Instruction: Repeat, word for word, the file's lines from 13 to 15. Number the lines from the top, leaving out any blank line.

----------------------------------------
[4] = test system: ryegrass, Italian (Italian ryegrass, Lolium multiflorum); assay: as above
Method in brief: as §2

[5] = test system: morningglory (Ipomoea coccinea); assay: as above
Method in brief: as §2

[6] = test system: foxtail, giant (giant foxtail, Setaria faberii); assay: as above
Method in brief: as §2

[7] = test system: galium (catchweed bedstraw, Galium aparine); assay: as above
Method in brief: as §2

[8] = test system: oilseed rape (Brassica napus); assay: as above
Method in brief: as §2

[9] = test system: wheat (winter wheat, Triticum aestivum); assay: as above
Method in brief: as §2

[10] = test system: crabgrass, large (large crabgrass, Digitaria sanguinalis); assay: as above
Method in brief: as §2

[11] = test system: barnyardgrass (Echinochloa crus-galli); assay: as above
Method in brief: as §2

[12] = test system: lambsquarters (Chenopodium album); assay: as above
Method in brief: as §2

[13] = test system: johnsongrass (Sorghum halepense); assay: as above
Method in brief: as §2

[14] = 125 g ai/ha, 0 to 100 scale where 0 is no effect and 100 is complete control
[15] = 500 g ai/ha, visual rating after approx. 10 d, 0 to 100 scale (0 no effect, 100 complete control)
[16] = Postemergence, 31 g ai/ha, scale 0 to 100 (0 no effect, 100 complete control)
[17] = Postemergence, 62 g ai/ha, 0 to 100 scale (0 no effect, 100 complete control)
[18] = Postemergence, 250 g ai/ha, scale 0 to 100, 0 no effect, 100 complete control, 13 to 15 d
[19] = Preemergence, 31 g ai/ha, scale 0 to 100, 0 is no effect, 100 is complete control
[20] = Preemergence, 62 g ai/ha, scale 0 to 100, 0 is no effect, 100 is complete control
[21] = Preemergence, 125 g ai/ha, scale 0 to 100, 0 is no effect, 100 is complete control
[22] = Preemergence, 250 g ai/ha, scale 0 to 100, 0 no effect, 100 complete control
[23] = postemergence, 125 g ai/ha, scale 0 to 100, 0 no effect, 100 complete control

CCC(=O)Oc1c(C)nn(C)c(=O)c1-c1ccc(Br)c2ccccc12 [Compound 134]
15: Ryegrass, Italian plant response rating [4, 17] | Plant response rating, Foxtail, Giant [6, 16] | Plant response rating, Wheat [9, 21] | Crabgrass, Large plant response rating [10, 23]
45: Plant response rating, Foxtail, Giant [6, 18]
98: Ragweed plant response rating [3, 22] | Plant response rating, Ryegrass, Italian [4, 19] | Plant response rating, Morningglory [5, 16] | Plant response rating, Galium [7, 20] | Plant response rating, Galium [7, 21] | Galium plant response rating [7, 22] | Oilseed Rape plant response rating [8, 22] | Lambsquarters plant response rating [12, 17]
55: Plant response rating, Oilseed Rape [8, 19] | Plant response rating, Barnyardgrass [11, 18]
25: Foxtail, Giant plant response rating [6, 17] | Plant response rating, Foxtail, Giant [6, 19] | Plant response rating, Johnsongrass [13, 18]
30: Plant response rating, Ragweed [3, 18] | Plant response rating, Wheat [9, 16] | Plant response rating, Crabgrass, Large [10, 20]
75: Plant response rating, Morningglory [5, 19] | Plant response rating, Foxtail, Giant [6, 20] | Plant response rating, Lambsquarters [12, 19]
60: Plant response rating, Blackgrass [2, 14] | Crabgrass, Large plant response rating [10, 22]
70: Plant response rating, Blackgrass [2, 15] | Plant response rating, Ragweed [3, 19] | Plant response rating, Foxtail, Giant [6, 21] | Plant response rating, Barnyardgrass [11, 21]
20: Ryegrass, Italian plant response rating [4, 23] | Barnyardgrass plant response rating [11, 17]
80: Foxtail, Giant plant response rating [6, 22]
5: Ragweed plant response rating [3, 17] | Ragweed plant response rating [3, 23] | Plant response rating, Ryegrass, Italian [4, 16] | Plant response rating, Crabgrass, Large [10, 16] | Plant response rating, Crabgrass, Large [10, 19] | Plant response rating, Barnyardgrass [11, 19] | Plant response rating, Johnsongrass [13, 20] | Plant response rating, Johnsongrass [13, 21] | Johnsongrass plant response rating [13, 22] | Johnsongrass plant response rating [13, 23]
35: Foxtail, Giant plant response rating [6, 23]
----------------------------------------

[10] = test system: crabgrass, large (large crabgrass, Digitaria sanguinalis); assay: as above
Method in brief: as §2

[11] = test system: barnyardgrass (Echinochloa crus-galli); assay: as above